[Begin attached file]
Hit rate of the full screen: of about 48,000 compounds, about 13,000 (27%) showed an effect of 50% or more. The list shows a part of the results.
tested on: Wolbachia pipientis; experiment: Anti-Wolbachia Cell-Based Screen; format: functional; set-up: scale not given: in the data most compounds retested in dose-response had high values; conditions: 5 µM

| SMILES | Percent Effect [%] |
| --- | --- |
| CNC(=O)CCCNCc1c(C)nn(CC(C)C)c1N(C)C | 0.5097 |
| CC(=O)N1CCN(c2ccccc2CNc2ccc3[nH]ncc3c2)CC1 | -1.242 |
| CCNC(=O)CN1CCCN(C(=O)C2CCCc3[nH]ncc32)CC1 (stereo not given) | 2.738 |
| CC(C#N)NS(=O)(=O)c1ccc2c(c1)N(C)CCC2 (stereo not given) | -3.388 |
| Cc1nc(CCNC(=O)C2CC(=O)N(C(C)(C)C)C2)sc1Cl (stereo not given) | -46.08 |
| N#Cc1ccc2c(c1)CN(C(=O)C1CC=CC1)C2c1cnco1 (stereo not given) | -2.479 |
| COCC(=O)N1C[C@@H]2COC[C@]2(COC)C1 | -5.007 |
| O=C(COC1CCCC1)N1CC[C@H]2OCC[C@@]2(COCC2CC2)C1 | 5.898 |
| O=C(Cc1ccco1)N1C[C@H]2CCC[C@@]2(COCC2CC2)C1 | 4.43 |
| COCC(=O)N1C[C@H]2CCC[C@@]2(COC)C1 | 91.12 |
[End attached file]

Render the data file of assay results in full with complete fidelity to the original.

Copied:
Hit rate of the full screen: of about 48,000 compounds, about 13,000 (27%) showed an effect of 50% or more. The list shows a part of the results.
tested on: Wolbachia pipientis; experiment: Anti-Wolbachia Cell-Based Screen; format: functional; set-up: scale not given: in the data most compounds retested in dose-response had high values; conditions: 5 µM

| SMILES | Percent Effect [%] |
| --- | --- |
| CNC(=O)CCCNCc1c(C)nn(CC(C)C)c1N(C)C | 0.5097 |
| CC(=O)N1CCN(c2ccccc2CNc2ccc3[nH]ncc3c2)CC1 | -1.242 |
| CCNC(=O)CN1CCCN(C(=O)C2CCCc3[nH]ncc32)CC1 (stereo not given) | 2.738 |
| CC(C#N)NS(=O)(=O)c1ccc2c(c1)N(C)CCC2 (stereo not given) | -3.388 |
| Cc1nc(CCNC(=O)C2CC(=O)N(C(C)(C)C)C2)sc1Cl (stereo not given) | -46.08 |
| N#Cc1ccc2c(c1)CN(C(=O)C1CC=CC1)C2c1cnco1 (stereo not given) | -2.479 |
| COCC(=O)N1C[C@@H]2COC[C@]2(COC)C1 | -5.007 |
| O=C(COC1CCCC1)N1CC[C@H]2OCC[C@@]2(COCC2CC2)C1 | 5.898 |
| O=C(Cc1ccco1)N1C[C@H]2CCC[C@@]2(COCC2CC2)C1 | 4.43 |
| COCC(=O)N1C[C@H]2CCC[C@@]2(COC)C1 | 91.12 |